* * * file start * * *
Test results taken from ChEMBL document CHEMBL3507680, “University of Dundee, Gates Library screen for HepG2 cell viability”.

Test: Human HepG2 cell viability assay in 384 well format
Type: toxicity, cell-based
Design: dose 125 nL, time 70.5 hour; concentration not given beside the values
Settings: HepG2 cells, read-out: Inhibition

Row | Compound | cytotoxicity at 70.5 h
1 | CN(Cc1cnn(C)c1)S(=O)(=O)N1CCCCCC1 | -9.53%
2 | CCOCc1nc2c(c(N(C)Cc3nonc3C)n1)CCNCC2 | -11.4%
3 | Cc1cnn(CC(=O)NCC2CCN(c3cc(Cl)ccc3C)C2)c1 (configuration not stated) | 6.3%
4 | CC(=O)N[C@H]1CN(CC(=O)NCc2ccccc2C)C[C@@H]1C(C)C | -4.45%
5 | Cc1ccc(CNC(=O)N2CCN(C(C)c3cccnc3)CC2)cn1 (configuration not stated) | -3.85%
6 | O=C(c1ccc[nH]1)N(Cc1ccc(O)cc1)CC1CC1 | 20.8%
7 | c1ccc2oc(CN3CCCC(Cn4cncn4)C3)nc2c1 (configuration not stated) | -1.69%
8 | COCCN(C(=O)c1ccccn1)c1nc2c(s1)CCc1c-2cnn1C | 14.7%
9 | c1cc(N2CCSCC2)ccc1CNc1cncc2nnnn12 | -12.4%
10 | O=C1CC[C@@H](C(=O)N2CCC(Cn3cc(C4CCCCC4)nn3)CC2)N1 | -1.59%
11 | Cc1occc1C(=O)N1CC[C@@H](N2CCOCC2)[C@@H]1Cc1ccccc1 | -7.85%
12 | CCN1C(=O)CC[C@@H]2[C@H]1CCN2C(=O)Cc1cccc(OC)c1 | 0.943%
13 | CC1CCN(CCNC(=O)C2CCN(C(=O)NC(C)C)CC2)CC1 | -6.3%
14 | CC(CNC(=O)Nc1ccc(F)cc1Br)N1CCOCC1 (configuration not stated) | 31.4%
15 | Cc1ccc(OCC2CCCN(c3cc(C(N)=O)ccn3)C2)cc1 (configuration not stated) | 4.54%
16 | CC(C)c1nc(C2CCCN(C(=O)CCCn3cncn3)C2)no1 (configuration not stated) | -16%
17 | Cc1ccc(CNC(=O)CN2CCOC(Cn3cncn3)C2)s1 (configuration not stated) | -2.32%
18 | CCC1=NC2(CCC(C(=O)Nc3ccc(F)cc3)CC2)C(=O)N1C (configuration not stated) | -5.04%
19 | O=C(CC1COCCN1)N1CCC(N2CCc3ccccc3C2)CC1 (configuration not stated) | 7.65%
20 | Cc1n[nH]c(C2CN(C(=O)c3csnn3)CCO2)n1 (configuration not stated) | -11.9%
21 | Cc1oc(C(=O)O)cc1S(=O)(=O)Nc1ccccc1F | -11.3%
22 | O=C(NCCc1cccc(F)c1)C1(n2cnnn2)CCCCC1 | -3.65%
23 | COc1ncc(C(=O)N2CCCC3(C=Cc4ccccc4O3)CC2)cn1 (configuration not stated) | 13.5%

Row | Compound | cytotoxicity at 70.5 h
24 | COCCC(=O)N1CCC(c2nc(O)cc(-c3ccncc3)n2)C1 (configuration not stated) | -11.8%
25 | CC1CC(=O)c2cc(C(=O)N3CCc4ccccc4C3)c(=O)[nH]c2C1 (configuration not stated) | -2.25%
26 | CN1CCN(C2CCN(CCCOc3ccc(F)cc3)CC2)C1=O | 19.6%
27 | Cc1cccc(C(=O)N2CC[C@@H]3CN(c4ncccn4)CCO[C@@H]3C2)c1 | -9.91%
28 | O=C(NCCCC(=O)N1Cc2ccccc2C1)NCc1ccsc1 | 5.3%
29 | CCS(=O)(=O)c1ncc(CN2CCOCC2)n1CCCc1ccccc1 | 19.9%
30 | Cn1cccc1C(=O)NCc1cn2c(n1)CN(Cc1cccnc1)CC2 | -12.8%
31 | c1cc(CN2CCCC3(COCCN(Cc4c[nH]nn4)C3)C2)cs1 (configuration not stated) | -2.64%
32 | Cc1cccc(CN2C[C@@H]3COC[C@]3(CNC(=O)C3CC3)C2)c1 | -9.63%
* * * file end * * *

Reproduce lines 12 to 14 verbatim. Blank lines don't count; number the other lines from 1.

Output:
6 | O=C(c1ccc[nH]1)N(Cc1ccc(O)cc1)CC1CC1 | 20.8%
7 | c1ccc2oc(CN3CCCC(Cn4cncn4)C3)nc2c1 (configuration not stated) | -1.69%
8 | COCCN(C(=O)c1ccccn1)c1nc2c(s1)CCc1c-2cnn1C | 14.7%